(Hantavirus Pulmonary Syndrome)En Español (Spanish Version)
Hantavirus infection is a deadly viral disease contracted from rodents.
Virus Attacking a Cell
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Hantavirus infection is caused when a person comes into contact with rodents that are infected with hantavirus, or when a person comes into contact with infected rodents' urine or droppings. About 30%-40% of people who contract hantavirus infection will die. In the United States, the deer mouse is the rodent most likely to carry hantavirus infection. Hantavirus infection cannot be passed between humans.
A risk factor is something that increases your chance of getting a disease or condition. Some factors thought to increase the risk of hantavirus infection include:
- Living near a forest
- Seeing rodents in your home
- Having rodents present in a work environment
Symptoms associated with hantavirus infection include:
- Deep muscle aches
- Severe shortness of breath
Your doctor will ask about your symptoms and medical history, and perform a physical exam. Other tests may include:
- Blood tests
- Chest x-ray
There is no specific treatment for hantavirus infection. Treatment will focus on treating your symptoms and making you comfortable.
The best way to prevent hantavirus infection is to control rodent infestation in and around your home. This involves sealing rodent entry holes or gaps with steel wool, lath metal, or caulk; trapping rodents using snap traps; and cleaning rodent food sources and nesting sites. In addition, take the following precautions when cleaning rodent-infested areas:
- Wear rubber, latex, vinyl, or nitrile gloves.
- Do not vacuum or sweep the area, since this may cause the virus to get into the air.
- Wet contaminated areas with a bleach solution (eg, 1-½ cups bleach in 1 gallon water) or household disinfectant.
- When everything is wet, remove contaminated materials with a damp towel before mopping or sponging the area with the bleach solution or disinfectant.
- Spray dead rodents with disinfectant and double-bag them with all cleaning materials.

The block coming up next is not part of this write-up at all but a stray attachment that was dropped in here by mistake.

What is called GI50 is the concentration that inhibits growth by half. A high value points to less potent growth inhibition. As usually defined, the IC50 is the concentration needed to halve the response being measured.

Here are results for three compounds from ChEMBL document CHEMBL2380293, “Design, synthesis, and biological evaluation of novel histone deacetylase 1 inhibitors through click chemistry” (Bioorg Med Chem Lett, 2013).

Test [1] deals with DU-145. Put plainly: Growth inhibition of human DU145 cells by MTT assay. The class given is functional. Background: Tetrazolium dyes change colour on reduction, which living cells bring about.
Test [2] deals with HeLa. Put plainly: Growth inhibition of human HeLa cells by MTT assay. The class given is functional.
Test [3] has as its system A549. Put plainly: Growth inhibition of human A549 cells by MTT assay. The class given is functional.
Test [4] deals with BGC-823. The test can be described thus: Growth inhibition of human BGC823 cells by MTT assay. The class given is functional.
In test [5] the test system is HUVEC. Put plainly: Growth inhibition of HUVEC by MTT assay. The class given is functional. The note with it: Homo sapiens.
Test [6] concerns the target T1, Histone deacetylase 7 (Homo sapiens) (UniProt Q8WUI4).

- Properly dispose of dead rodents. Contact your health department for appropriate disposal methods.
- Disinfect gloves with disinfectant or soap and water before taking them off. Then, thoroughly wash hands with soap and water or a waterless alcohol-based rub (eg, hand sanitizer) if soap is not available.
American Lung Association
Centers for Disease Control and Prevention
Canadian Centers for Occupational Health and Safety
Public Health Agency of Canada
Hantavirus pulmonary syndrome. EBSCO DynaMed website. Available at: http://www.ebscohost.com/dynamed/what.php. Accessed July 3, 2007.
Hantavirus pulmonary syndrome: what you need to know. Centers for Disease Control and Prevention website. Available at: http://www.cdc.gov/ncidod/diseases/hanta/hps/noframes/FAQ.htm . Accessed July 3, 2007.
Last reviewed April 2008 by David Horn, MD, FACP
Please be aware that this information is provided to supplement the care provided by your physician. It is neither intended nor implied to be a substitute for professional medical advice. CALL YOUR HEALTHCARE PROVIDER IMMEDIATELY IF YOU THINK YOU MAY HAVE A MEDICAL EMERGENCY. Always seek the advice of your physician or other qualified health provider prior to starting any new treatment or with any questions you may have regarding a medical condition.
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